Since my last Composer’s Log, I’ve mostly been adding accompaniments to vocal lines that I had already sketched and making revisions to some problem areas. I’ll be honest: the vocal lines always come easier for me than the accompaniments. The accompaniment goes a long way toward giving a song or section its unique character, and since my music is so motivic, I have to really pay attention to crafting the non-melodic layers in a way that creates a distinct character. But then again, the different parts of an opera (or song cycle) need to feel like they are part of a unified whole, so it’s an intricate balancing act.
In my previous post, I wrote about how the accompaniment to Pierre’s aria (above) is based on the main motive of his vocal line. Through changes of register (and when I orchestrate the opera, changes of timbre) plus some basic variation techniques, I was able to use that material through the ca. 2-3 minute aria, keeping up a consistent feeling of nervous energy throughout. Similarly, leitmotifs from the vocal lines appear in the accompaniment of the other sections I have been working on, adding undertones to the meaning of the sung text.
In addition to providing motives that I can incorporate into the accompaniment, the material I’ve sketched for the singers also has set up the harmonic world. It will shift in some places to reflect changing moods, states of mind, and physical locations, but the basic framework is in place. The music is tonal in the sense that certain pitches form centers of gravity, but it doesn’t follow many of the tonal norms you might find in the Classical or even Romantic eras. The pitch language is largely chromatic, with an emphasis on minor seconds and minor thirds (sometimes combining to form hexatonic scales). Certain pitches or intervals have taken on referential meanings and play a role in controling the progressions of chords and tonal centers. (If you’re curious, B-flat represents Marie and D represents Pierre – but that may get shifted as I work with the singers who will be premiering the opera.)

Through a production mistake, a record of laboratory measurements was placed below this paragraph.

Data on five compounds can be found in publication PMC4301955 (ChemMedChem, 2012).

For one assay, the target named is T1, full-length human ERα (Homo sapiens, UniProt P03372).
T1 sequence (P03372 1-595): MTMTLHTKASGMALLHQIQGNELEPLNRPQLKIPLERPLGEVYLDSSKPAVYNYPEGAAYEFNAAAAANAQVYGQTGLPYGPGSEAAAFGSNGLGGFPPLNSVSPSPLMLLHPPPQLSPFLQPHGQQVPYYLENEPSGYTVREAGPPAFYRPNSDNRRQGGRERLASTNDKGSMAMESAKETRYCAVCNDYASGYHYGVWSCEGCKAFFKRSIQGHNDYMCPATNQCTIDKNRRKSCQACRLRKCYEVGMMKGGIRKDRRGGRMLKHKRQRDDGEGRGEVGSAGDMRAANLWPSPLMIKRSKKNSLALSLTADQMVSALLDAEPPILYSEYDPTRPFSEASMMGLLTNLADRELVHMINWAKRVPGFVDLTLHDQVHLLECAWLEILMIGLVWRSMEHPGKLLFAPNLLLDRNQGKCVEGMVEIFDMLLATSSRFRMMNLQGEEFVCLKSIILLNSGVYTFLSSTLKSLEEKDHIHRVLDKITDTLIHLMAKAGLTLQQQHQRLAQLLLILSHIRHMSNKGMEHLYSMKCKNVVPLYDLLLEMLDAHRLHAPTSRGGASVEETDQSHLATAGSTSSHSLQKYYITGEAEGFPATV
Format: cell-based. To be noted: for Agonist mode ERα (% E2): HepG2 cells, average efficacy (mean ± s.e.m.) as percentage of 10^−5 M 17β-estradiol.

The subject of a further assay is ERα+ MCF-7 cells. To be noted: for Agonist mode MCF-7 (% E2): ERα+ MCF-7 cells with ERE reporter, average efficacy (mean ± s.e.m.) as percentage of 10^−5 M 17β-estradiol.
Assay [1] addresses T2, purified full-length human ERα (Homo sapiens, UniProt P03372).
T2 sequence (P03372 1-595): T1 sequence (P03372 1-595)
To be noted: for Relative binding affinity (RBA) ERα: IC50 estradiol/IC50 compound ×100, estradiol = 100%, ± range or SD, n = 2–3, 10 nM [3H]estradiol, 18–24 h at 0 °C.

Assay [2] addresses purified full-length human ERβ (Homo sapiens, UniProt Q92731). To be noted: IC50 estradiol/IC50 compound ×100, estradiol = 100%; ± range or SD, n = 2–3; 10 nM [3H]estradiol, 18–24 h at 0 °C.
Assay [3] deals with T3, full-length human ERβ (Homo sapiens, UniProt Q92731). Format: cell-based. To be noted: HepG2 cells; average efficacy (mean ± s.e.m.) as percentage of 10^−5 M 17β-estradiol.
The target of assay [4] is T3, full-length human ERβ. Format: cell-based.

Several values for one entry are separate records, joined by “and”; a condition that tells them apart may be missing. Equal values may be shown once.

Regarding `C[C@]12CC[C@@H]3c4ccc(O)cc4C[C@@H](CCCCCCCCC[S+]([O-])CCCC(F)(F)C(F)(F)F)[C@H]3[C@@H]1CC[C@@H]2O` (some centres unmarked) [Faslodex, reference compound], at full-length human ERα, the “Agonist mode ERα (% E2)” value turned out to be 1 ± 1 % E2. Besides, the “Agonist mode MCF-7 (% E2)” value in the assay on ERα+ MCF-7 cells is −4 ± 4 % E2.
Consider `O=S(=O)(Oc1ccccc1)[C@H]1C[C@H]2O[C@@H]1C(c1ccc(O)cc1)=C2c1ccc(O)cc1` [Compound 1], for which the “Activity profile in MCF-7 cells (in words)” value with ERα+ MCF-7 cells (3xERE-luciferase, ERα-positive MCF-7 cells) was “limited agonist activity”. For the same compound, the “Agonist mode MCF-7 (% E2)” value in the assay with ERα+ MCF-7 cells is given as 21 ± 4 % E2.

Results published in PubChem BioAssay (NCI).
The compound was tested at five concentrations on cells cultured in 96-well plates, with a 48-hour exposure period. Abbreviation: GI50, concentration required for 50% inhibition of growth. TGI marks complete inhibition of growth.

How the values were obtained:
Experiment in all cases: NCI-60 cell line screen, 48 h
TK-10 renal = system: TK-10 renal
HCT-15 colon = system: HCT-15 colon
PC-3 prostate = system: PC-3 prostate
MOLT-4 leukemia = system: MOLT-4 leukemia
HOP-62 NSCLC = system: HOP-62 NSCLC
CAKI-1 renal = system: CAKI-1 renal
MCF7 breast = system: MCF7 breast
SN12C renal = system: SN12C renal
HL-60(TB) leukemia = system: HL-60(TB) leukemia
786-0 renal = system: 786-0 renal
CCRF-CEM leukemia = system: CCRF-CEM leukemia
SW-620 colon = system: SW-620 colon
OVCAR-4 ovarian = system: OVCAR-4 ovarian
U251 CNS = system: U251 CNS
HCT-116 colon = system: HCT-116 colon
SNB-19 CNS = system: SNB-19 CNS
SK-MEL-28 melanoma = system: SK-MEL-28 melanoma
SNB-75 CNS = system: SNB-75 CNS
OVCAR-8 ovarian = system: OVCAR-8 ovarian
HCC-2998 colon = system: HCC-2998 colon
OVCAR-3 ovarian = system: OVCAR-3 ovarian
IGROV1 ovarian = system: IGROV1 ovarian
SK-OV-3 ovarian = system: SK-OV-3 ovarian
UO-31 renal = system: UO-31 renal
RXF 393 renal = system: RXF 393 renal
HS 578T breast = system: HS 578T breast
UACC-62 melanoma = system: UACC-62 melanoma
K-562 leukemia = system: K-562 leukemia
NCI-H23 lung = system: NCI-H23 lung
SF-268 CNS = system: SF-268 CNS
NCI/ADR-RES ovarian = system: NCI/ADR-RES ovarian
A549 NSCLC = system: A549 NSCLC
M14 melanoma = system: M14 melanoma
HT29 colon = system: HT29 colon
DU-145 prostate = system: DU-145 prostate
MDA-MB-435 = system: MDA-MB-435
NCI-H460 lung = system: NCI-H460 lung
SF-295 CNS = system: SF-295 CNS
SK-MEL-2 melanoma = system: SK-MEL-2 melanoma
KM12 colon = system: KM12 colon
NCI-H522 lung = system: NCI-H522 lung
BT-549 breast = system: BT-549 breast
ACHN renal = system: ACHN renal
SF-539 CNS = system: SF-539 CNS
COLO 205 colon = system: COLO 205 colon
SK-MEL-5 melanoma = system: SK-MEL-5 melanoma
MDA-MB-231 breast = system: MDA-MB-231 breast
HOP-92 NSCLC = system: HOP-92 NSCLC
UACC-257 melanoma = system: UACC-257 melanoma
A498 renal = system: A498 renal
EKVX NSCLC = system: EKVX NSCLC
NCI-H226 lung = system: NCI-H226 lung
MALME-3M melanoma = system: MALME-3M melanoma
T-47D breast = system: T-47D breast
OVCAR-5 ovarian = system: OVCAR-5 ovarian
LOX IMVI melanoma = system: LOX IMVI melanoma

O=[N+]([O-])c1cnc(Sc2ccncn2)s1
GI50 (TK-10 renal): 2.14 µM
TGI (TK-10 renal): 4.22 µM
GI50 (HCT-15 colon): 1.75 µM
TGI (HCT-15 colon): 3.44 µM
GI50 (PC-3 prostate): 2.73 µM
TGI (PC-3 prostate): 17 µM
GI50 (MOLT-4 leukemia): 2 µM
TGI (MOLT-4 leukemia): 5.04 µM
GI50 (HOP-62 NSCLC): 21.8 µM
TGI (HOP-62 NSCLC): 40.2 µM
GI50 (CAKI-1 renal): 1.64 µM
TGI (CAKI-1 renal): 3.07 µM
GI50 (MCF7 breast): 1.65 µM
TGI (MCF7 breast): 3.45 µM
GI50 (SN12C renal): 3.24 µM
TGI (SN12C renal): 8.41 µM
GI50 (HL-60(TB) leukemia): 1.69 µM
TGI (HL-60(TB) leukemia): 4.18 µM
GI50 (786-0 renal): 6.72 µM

Even with the different elements that I can take from the vocal sketches, there still comes a point where the accompaniment needs its own life. Sometimes, that can come from the story. The snippet, for example, above is a draft of music representing the waves in which Marie and Irene float. In other cases, the impulse might be purely musical or practical in nature—chords punctuating a recitative, giving rhythmic articulation and providing pitch support for the singer. And more rarely, inspiration comes without any clear origin. There’s a few spots where I am still waiting for that to happen, so hopefully I’ll be able to fill those in soon!
As of this weekend, I have a complete draft of Pierre’s aria, sketches of the vocal lines for both surrounding duets with Marie, and some of the accompaniment for the duets drafted. My plans are to continue filling in the accompaniments for the duets and work on Marie’s arias that introduce and conclude her sequence with Pierre. There’s also an aria for Irene later in the opera that most likely will be related to Pierre’s, so that may be on the docket soon as well.